Construction sector slumps into contraction amid recession fears

Will Green is news editor of Supply Management
4 August 2022

Growth in the UK construction sector has contracted for the first time in one-and-a-half years, according to the latest PMI.

Drops in housing and civil engineering activity were blamed on rising inflation, fragile consumer confidence and higher interest rates.

The S&P Global/CIPS UK Construction Purchasing Managers’ Index slumped to 48.9 in July, down on 52.6 in June and below the 50 neutral reading for the first time since January 2021.

However, purchase price inflation eased, with the rise in cost burdens the least marked since March 2021. Higher costs for energy, fuel and transport were partly offset by some easing in commodity prices, particularly metals and timber.

Purchasing activity expanded at the weakest pace since January 2021 against the backdrop of a gradual turnaround in supply conditions and hopes of softer price pressures ahead.

Business optimism remained subdued amid recession concerns, the cost of living crisis and lower consumer confidence.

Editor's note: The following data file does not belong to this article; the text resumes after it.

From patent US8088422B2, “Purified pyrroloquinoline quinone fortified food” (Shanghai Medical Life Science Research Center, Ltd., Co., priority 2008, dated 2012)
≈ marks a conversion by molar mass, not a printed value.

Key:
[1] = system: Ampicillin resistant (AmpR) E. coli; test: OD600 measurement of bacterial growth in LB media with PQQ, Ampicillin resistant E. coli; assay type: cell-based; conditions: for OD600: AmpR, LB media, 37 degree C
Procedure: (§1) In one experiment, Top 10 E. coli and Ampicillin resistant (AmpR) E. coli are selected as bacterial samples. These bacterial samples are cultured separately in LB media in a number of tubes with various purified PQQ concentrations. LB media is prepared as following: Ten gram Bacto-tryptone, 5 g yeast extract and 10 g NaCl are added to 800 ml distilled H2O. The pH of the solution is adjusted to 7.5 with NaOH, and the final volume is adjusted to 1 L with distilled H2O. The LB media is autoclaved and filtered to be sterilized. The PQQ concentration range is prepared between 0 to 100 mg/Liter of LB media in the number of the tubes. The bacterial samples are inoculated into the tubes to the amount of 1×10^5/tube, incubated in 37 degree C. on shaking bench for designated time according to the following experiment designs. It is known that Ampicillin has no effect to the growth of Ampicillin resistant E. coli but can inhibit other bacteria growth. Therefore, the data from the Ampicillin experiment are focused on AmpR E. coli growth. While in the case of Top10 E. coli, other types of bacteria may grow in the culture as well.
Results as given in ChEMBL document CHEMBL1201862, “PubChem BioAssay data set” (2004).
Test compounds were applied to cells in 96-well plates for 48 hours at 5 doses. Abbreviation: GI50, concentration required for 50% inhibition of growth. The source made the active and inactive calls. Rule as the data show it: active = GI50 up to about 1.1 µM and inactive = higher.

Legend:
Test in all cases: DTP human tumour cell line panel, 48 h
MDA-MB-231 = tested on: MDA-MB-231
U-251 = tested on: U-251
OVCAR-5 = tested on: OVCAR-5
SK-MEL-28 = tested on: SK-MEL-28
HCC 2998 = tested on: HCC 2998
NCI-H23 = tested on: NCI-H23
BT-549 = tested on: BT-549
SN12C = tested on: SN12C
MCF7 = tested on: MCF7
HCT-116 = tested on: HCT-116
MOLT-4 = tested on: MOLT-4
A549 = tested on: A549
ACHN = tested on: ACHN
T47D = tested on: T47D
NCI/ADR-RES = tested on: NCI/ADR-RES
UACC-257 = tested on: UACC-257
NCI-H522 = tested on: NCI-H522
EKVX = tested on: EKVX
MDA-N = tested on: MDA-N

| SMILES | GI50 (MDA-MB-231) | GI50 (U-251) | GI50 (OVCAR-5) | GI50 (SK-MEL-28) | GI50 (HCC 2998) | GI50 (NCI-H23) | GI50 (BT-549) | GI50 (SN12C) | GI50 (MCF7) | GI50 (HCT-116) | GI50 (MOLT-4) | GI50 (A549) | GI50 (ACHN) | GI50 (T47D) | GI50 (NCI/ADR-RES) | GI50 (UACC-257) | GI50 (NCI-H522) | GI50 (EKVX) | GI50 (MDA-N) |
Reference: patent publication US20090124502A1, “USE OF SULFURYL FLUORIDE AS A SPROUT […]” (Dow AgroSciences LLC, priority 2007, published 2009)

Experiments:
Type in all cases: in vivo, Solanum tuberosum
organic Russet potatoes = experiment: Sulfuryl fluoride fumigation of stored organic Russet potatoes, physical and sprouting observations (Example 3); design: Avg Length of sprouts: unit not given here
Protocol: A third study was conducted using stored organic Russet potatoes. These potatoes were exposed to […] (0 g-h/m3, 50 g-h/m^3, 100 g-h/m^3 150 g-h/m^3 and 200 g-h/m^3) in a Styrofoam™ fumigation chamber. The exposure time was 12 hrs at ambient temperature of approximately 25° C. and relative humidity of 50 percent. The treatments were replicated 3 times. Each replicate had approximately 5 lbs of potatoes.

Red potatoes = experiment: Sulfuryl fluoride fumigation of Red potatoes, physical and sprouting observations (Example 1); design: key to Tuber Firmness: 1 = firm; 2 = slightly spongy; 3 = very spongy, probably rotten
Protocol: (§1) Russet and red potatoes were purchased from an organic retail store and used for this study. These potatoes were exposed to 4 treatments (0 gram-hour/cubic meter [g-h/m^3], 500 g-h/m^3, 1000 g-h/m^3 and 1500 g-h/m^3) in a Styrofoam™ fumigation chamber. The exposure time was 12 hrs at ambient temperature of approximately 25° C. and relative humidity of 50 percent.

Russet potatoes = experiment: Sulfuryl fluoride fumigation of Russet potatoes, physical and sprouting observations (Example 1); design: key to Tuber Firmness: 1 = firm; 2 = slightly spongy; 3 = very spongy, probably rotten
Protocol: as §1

Duncan Brock, group director at CIPS, said: “After several months of difficult conditions for builders, these challenges have now resulted in a contraction in construction with the biggest fall in activity since May 2020. 

“This disappointing result was felt across all the sectors, including housing which had demonstrated more resilience over the last couple of years, but fell for the second month in a row in July. However, it was civil engineering that fell the hardest and furthest. With fewer new orders in the offing, it may be some time before we see a rebound in this sector bearing in mind the time lag of infrastructure projects.”

Tim Moore, economics director at S&P Global Market Intelligence, said: “More positively, input cost inflation has retreated from the peak seen this spring as lower commodity prices and supply improvements gradually filter through to buyers of construction products and materials. 

“The latest round of purchase price inflation was the least marked for 16 months, despite sustained pressure from escalating energy costs and staff wages, while supplier delays were the least widespread since the pandemic began.”

Meanwhile, UK services saw growth hit a 17-month low in July as economic uncertainty hit the sector.

The S&P Gobal/CIPS UK Services Purchasing Managers’ Index dropped to 52.6 from 54.3 in June.

Operating costs continued to rise with higher fuel and utility bills, so despite reports of pressure to remain price competitive, many firms saw little choice but to raise charges.

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